The two paragraphs that follow are a mixture of information due
to David H. Headrick and myself. Those that are further down the page
are entirely my fault.
Fecundity of Honey Bee Queens
The numbers of eggs produced by a female is referred to as
her fecundity. Most insects produce from 50 to several hundred eggs
during their lifetime. Fecundity is probably greatest in social
insects. The honeybee, Apis mellifera L., can produce about 220,000
eggs during a 12 month period. This translates into 602 eggs per day,
25 eggs per hour or an egg laid every 144 seconds. These figures are
misleading as they are averages that do not take into consideration
seasonal variation and the rise and decline of population. In a
rising population leading up to midsummer the rate may be 3000 eggs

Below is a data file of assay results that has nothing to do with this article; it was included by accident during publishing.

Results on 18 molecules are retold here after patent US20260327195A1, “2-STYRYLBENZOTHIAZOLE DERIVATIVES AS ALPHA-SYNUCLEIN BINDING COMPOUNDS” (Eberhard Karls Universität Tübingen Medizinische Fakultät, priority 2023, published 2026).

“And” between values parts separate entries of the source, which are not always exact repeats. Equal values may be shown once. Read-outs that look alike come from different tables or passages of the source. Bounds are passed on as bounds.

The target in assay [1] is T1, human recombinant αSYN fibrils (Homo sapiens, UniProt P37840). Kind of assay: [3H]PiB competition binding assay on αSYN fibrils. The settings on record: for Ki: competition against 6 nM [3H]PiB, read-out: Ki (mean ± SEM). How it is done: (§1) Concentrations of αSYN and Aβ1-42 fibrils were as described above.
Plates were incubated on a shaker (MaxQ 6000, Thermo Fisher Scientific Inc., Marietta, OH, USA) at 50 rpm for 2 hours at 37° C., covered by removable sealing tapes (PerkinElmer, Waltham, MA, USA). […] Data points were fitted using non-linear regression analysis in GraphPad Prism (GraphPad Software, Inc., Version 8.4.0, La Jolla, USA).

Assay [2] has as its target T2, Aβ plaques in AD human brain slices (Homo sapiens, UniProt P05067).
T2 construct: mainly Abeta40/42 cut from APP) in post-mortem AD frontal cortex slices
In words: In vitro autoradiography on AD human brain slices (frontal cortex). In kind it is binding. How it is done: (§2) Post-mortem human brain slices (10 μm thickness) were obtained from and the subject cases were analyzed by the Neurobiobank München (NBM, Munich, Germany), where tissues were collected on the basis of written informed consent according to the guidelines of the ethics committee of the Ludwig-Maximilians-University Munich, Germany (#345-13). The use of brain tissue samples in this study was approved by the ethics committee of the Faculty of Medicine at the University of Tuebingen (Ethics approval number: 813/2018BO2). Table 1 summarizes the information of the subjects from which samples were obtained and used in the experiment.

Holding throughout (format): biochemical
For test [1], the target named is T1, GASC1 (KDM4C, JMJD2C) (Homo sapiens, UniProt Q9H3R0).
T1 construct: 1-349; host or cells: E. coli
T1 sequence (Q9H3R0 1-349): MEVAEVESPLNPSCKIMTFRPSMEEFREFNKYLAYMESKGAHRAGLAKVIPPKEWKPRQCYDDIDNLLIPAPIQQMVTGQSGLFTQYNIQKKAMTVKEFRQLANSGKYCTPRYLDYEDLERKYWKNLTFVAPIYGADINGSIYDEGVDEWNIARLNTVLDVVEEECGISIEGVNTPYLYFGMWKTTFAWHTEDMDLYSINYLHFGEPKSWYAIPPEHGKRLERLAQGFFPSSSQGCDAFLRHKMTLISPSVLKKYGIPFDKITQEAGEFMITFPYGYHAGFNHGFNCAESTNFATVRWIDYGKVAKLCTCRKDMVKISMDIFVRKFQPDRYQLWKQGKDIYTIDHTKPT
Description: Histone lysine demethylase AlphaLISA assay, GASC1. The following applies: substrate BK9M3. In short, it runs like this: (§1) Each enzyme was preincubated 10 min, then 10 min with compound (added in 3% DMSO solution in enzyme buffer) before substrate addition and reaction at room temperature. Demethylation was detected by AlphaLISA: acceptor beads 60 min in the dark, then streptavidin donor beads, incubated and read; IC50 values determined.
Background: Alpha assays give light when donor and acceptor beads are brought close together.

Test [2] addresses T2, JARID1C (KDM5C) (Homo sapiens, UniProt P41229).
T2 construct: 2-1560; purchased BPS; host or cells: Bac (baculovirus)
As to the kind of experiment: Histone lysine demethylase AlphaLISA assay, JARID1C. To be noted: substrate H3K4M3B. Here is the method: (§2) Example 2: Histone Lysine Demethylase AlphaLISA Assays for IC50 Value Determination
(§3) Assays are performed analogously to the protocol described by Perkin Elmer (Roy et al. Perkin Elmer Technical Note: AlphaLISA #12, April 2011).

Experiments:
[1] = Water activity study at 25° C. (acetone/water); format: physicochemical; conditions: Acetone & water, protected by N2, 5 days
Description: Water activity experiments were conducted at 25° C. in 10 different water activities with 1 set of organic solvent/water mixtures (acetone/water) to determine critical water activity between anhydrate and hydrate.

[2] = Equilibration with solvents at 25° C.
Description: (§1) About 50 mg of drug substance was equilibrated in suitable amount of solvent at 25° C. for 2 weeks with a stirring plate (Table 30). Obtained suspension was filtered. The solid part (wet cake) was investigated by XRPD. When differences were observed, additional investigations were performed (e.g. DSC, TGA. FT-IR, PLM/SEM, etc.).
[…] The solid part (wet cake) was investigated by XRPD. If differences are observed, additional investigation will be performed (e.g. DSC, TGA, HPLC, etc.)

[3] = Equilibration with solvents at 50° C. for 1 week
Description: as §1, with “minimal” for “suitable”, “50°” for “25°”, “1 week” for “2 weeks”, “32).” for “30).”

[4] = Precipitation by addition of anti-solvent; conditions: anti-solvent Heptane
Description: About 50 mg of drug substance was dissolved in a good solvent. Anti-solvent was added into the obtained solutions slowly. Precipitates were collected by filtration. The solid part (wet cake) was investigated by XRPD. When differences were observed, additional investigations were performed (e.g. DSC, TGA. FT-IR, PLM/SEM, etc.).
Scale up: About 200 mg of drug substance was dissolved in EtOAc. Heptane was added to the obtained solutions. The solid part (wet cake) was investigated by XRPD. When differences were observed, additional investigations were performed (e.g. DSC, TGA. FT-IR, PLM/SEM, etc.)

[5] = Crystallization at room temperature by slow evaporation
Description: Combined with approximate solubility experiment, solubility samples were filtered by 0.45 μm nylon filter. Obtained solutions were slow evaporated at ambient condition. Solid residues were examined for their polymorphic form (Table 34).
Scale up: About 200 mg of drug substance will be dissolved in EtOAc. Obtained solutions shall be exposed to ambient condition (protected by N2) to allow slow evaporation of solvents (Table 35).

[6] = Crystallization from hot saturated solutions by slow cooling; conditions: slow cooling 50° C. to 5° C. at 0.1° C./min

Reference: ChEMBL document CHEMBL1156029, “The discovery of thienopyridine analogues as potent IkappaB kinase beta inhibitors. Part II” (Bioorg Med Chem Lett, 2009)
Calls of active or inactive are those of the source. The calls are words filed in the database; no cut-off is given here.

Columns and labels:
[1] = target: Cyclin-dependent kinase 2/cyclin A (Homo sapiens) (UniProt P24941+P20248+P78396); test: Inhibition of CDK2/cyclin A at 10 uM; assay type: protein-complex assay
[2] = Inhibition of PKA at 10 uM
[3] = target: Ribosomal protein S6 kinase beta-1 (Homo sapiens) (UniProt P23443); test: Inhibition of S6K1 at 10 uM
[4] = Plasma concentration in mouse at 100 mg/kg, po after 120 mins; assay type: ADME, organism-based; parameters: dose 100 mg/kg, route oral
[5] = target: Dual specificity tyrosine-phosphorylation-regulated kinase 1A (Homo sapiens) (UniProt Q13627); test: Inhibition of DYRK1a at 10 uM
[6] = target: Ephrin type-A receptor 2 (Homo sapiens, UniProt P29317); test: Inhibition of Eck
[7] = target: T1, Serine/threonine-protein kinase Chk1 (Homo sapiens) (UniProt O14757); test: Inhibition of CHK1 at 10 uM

per day and I have heard claims for up to 5000 per day.
For comparison... The termite, Kalotermes flavicollis, has
been estimated to lay 10 million eggs per year, or an incredible
27,400 eggs per day. Non-social insects typically lay fewer eggs, but
the number can be substantial, up to several thousand.
Egg laying rates are particularly important in honey bees
and have a profound effect on
Population Dynamics and then the
Longevity of the individual
insects comes into the equation. Egg laying frequency, and
particularly the maximum rate of egg laying are important in
assessing a race or strain's ability to respond to rapid changes in
weather or flora.
Far too much emphasis has in the past been placed on sheer
numbers, without considering the racial differences involved. This has
resulted in bees being selected for thier ability to produce a large
workforce... Many Italian derivatives exhibit huge numbers, but this
is of no use if they do not show sufficient industry in gathering
nectar, unless it is especially warm and sunny.
Written... 18 June 2001
Ammended... 09 March 2002